Brussels 2016 bombing suspect Salah Abdeslam denies knowledge of plot

The 33-year-old Frenchman claims attacks were planned while he was in jail

Defendants Salah Abdeslam, left, and Osama Krayem, right, arrive at the 2016 Brussels terror attacks trial. AFP
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The main suspect in the trial of nine alleged extremists accused of taking part in the March 2016 bombings in Brussels denied on Wednesday having any knowledge of the plot.

Salah Abdeslam, a 33-year-old Frenchman already jailed over his role in the Paris terror attacks of November 2015, was facing his first day of cross-examination in the Brussels trial.

On March 22, 2016, two suicide bombers blew themselves up at the Belgian capital's airport and another one targeted a metro station, killing 32 people and wounding many more.

Investigators believe the ISIS cell behind the attacks was linked to the group that carried out the Paris attacks, which left 130 dead.

Abdeslam has been sentenced to life in prison without parole for his role in the French massacre, but on Wednesday he insisted that he had no knowledge of the Belgian plot.

“My presence in the dock is unjustified,” he told the court. “This is not justice, this is trying to make an example of someone.”

Abdeslam argued that he could not have taken part in planning the Brussels attacks because, he claimed, they had been planned in the four days between his March 18 arrest and the fatal blasts.

“I was not aware of anything,” he said.

Co-defendant Sofien Ayari, a 29-year old Tunisian national who was arrested with Abdeslam, made a similar argument.

Both men were sentenced in 2018 to 20 years in prison for shooting at police with terrorist intent on March 15 in Brussels.

Ayari said the attacks that shook the capital a few days later were developped "precipitously". "I didn't expect be charged for it," he said.

Ayari said he left Tunisia for Syria in 2014 despite local police turning him back the first time. Police was suspicious of young men travelling alone to Turkey, according to him, as thousands of Tunisian men joined ISIS at the time.

He eventually managed to leave with help from his father, who was duped into believing that his son was travelling with the intent of opening a shop with a friend.

"I caused a lot of sadness and problems to my family," said Ayari.

The trial began on December 5 last year, in a specially built high-security courtroom in the disused former headquarters of the Nato military alliance.

Wednesday was the first day of questions for the defendants.

'Too many sins'

Abdeslam's childhood friend and fellow accused, 38-year-old Mohamed Abrini, also downplayed his role, even though he is accused of being the only surviving member of the attack team.

Abrini has been identified by prosecutors as the so-called “man in the hat” seen on airport surveillance footage, apparently changing his mind at the last minute and deciding not to detonate his bomb.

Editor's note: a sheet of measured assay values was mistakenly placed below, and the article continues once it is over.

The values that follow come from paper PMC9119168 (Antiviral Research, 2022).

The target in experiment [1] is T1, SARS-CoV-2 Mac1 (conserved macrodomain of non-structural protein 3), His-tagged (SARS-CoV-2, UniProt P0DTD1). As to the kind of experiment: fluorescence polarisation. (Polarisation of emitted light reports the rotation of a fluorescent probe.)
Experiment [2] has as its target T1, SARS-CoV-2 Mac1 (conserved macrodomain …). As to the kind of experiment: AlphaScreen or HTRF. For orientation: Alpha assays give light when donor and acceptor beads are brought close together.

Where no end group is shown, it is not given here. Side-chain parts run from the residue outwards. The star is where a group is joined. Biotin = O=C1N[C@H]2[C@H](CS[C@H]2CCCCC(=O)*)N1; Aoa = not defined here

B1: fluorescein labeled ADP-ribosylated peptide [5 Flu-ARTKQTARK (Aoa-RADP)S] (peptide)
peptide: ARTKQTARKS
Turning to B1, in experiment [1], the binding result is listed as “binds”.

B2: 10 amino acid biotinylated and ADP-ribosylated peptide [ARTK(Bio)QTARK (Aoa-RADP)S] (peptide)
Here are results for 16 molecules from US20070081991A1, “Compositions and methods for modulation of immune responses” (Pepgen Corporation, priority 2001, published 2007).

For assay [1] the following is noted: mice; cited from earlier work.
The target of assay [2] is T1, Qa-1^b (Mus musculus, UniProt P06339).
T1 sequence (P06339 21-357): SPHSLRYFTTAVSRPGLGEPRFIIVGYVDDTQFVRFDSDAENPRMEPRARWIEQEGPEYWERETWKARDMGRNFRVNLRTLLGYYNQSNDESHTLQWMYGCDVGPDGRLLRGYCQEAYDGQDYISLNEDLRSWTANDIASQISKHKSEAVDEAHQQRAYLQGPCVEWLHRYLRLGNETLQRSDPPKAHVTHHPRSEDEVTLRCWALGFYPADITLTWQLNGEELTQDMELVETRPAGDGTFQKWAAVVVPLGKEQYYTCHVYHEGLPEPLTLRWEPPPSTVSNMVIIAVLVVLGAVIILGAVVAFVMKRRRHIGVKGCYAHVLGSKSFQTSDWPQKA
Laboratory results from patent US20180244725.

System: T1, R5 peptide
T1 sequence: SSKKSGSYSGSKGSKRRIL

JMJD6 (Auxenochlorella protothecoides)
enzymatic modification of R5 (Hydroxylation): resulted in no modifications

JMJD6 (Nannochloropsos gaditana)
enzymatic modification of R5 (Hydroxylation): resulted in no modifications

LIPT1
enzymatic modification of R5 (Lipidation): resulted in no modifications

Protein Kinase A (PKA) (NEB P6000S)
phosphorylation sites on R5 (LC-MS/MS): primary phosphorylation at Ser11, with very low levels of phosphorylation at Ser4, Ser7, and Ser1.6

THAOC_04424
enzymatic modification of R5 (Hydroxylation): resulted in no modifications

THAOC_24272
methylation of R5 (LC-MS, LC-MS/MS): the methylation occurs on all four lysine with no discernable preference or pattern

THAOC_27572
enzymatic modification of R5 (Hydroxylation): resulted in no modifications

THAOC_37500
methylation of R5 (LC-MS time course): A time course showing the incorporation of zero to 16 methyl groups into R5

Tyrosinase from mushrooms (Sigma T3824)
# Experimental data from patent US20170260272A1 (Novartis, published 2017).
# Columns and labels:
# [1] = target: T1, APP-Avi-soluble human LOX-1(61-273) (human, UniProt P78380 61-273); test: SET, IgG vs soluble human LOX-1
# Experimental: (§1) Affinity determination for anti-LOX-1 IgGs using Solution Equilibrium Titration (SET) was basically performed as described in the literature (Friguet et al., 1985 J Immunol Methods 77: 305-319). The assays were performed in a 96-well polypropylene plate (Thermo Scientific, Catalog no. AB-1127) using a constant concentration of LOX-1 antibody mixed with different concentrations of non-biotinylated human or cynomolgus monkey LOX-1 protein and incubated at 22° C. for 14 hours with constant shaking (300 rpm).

Two more attackers, Najim Laachraoui and Ibrahim El Bakraoui, went through with their suicide bombings, and a third, Khalid El Bakraoui, attacked the Maalbeek metro station.

Abrini told the court: “They're trying to pin this all on us. Just like in Paris, they'll convict for what others did.”

Abrini left Paris on the eve of the attacks, but the French court concluded that he had planned to carry out a suicide bombing there before another last-minute change of heart.

He was given a life sentence, with no chance of parole before 22 years served, but did not lodge an appeal.

“After 10 months on trial, we were at the end of our tether. Even if I had been sentenced to death I would not have appealed,” he told the Belgian court.

Wearing an orange hooded T-shirt under a dark jacket, with close-cropped hair and a full beard, Abrini argued that the defendants appearing in Belgium were “not the tip of the pyramid”.

“You never caught those pulling the strings, but you have to trot out someone, and that someone is us,” he said, accusing the prosecution of pandering to a public thirst for revenge.

The defendants' version of the events in the run-up to and day of the attacks will be examined later in the trial, but on Wednesday they were cross-examined about their character and motivations.

Asked by the presiding judge Laurence Massart to describe his qualities, Abdeslam said: “I've always tried to do good. It's what I've always done throughout my life.”

“And your faults?” the judge continued. Abdeslam paused for a moment to reflect, then replied: “I don't know of any.”

Faced with the same question, Abrini responded that his belief in God was a strength but that he has “millions of faults — I commit too many sins”.

Defendants will be questioned on Thursday about their alleged crimes.

The trial continues.

Updated: April 05, 2023, 3:46 PM